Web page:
You know how directors who’ve lost their mojo sometimes revisit old projects, as though a trip back to their old stomping grounds will help them do good work again? The most infamous example has to be Ridley Scott and Prometheus.
After Gladiator, Scott’s career careened downward like that beautiful Corvette at the beginning of the Star Trek reboot. What was once glorious would soon be just a pile of junk, sad and hopefully soon forgotten.
So what did he do? He tried to reverse things by going back to his first huge hit, Alien. When he announced Prometheus, everyone thought “Oh my gosh, could this be the return of Ridley Scott??? Will this be his comeback???” Of course we know how that went.
Later, when he followed up that gem with the by-all-accounts-deplorable The Counselor, his career seemed over. He had reached M. Night Shyamalan level bad, each movie worse than the previous.
I bring up this because before X-Men: Days of Future Past, director Bryan Singer’s career was enduring a Scott-esque arc. After making the all-time classic The Usual Suspects in 1995, he captured further success with the first two X-Men movies in 2000 and 2003.
Then, he made a weird choice – he left the X-Men franchise to helm DC Comics’ Supereboot Superman Regurgitates Returns. We all know how that went.
He followed that up with Valkyrie in 2008 (a movie liked by critics but not audiences) and then disappeared for four years. When he reemerged with Jack the Giant Slayer in 2013, it seemed the guy who rocked the world eighteen years earlier with The Usual Suspects was gone forever. His career was just about with that Corvette at the bottom of a canyon.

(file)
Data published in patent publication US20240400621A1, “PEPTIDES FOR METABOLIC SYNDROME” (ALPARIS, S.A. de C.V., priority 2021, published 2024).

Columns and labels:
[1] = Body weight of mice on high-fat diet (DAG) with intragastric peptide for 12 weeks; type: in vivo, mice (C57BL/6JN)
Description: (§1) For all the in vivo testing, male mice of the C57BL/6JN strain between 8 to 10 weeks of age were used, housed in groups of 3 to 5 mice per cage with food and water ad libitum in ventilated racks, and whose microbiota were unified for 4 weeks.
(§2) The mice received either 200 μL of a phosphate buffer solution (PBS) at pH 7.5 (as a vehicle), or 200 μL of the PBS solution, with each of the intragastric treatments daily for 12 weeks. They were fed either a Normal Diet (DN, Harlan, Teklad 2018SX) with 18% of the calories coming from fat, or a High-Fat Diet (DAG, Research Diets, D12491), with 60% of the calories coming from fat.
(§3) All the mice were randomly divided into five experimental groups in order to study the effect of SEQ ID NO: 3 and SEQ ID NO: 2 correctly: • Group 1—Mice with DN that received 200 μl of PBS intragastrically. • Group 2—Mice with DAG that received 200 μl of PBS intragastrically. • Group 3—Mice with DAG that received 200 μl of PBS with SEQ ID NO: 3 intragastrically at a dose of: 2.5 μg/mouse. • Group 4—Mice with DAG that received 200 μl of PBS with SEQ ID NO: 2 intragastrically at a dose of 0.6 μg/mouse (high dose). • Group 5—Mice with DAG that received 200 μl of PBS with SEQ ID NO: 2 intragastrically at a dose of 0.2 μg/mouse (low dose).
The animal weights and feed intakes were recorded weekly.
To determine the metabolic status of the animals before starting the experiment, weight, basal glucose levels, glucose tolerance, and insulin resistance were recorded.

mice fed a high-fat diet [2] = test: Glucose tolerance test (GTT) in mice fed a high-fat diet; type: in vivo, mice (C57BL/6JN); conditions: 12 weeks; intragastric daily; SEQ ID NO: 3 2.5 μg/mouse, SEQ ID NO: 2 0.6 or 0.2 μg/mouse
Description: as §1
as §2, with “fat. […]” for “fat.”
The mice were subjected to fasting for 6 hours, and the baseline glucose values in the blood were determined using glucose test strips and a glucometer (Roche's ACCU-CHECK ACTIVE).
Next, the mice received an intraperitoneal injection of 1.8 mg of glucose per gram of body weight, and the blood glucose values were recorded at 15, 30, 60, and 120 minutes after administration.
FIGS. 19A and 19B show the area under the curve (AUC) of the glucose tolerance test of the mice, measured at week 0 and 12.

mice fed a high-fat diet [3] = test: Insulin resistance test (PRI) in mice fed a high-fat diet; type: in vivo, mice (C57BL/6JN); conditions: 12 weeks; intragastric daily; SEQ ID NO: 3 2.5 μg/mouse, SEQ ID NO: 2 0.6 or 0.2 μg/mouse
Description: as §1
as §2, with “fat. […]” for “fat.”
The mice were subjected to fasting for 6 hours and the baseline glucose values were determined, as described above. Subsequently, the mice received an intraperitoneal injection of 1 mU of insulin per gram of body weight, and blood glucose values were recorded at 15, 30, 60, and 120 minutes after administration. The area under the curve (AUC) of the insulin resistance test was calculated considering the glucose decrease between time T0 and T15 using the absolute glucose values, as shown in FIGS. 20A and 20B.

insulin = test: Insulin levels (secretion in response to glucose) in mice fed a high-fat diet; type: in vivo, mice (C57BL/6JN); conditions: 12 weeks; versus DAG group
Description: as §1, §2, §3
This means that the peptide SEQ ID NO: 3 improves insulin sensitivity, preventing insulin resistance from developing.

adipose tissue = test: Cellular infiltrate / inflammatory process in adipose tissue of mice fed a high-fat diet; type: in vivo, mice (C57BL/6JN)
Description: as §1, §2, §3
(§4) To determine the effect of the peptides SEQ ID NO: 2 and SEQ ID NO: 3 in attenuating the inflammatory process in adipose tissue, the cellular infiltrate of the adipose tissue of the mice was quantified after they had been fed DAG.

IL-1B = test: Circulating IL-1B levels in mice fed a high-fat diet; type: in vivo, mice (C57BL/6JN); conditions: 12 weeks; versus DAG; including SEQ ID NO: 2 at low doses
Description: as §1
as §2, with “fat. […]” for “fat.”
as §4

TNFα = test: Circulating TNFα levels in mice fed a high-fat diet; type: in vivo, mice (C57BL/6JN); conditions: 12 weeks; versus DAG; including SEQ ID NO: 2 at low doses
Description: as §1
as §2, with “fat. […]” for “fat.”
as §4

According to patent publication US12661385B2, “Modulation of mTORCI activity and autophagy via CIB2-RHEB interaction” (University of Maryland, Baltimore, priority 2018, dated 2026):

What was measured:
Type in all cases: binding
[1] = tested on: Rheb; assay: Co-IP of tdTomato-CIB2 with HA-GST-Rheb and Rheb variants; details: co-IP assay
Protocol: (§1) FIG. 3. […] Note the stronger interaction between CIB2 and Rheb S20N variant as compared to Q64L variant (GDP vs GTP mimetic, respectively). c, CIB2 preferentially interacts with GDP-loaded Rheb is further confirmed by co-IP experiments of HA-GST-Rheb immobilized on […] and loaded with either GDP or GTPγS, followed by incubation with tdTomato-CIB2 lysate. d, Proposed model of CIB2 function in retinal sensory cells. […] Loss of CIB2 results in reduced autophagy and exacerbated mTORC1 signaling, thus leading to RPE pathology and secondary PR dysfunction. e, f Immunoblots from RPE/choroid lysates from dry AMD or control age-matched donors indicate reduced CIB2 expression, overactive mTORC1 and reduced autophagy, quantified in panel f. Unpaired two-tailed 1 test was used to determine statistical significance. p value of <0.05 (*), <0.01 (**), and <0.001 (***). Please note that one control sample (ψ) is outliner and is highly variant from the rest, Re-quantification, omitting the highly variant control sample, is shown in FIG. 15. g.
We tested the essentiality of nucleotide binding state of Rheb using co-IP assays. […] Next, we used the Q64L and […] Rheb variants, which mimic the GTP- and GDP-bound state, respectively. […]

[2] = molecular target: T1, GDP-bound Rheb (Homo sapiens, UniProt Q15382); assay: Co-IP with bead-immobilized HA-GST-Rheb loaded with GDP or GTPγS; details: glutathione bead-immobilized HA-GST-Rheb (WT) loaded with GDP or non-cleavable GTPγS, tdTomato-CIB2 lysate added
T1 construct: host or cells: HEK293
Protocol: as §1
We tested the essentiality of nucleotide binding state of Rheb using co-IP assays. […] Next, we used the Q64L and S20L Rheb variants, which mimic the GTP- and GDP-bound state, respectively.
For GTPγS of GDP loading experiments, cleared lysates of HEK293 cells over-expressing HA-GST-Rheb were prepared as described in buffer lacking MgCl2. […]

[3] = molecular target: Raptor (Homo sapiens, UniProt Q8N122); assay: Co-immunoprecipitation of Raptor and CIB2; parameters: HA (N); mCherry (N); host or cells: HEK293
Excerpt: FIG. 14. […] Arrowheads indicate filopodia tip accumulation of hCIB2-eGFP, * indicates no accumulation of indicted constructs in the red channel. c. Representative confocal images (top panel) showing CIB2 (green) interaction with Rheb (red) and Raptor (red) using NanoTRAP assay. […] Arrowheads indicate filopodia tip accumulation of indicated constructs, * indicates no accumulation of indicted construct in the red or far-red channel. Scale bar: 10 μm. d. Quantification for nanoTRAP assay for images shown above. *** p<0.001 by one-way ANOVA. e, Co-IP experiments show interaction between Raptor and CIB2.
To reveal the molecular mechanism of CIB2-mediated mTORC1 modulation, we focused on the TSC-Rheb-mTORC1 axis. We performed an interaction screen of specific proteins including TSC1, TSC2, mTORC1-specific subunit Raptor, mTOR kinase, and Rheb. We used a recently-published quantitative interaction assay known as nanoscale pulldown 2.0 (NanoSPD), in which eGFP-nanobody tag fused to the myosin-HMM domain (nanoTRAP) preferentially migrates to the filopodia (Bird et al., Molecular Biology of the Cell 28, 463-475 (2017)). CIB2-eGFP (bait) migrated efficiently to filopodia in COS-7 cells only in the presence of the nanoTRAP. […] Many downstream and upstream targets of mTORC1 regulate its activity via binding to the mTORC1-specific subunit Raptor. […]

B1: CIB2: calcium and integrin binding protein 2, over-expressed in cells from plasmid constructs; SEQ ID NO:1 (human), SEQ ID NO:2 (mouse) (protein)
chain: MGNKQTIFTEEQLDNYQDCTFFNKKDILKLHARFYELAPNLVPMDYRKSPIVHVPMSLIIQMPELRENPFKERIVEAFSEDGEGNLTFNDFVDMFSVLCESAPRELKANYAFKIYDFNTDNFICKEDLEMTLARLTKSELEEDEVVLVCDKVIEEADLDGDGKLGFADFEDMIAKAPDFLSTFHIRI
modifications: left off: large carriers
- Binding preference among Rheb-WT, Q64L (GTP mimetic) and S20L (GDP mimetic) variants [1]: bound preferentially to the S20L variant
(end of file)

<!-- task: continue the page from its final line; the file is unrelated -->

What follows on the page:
So what did he do? Predictably, he went all Ridley Scott/Prometheus on us and signed on for X-Men: Days of Future Past. And why wouldn’t he? Going back to past projects never fails! 😉
Then something amazing happened. Singer released XMDOFP, and critics started giving it good reviews. Then audiences started giving it good reviews! Then I watched it and I realized I should give it a good review!! Then…. Well that’s where we are today.
As shocking and unexpected as this is, I find Singer’s most recent effort to have less in common with James T. Kirk’s stepdad’s car and more in common with the last thing on screen in Singer’s last X-Men movie: the Phoenix.
Guys, X-Men: Days of Future Past is Singer’s rebirth. Just, I mean……it is awesome. Here, I’ll make it official:
See? Even the Legos agree. In short, Days of Future Past has an excellent story, great acting, nice sets, good cinematography, time travel, and commendable CGI. I give it 8/10. It is the best superhero movie I’ve watched since Ironman 1.
In closing, I have to say that, in my opinion, calling XMDOFP “surprising” is an understatement. Every example I can think of in which a director goes back to a hit project has failed miserably. Prometheus, Kingdom of the Crystal Skulls, the Star Wars pre-quels – there’s probably more, and never has the director been able to make something worthy of its predecessors.
Thus, I salute Bryan Singer, for he has done a thing of myth. He will not join Scott at the bottom of the canyon; rather, he has made a tremendous film, and like that bird of the sun, he has risen out of the ashes of his career to reach a height I never would’ve expected. Well done.
Grant Stevens did not expect Days of Future Past to be good, so he realizes his review might’ve been a little breathless and over-the-top. But, he plans to ride that hyperbolic horse all the way to multiple Pulitzers. When not writing, Grant plays music, loves basketball, dominates Mario Kart, and studies apologetics.